Zucchini flowers: Though female zucchini flowers with the little squash still attached are cute, the best ones for cooking are the boys, which have nothing but stem. The problem with the girls is that by the time the squash has cooked through, the delicate flower has turned to rags. Zucchini flowers are terrific chopped up and added to risottos or pastas (stir them in at the very last minute!) or melted in the center of a quesadilla. But the very best way to cook them is frying. Make a thin batter of flour and ice water (it should be about the texture of heavy cream) and then stir in an egg. Dip the flower into the batter, slip it into sizzling olive oil and fry just until light brown and crisp. Or you can take it one step further and stuff the center with bits of fresh mozzarella or ricotta flecked with chopped fresh herbs.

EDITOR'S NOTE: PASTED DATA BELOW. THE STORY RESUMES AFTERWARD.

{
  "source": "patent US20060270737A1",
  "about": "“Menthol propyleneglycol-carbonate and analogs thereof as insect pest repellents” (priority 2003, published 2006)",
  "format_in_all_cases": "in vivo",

$5 per pound, Valdivia Farms
Green garbanzos: Fresh garbanzo beans have been showing up from time to time at farmers markets for a few years now, but these are something a little different. They're actually green garbanzos, not yet fully mature, and one food prognosticator has called them the "next edamame." They certainly have the same sweet nuttiness as the green soy bean, but with an earthy note that the latter lacks. Cook them in the pod as you would edamame, or shell them and add them to soups, stews and sautés.
$10 per pound, Barbagelata FarmsCopyright © 2014, Los Angeles Times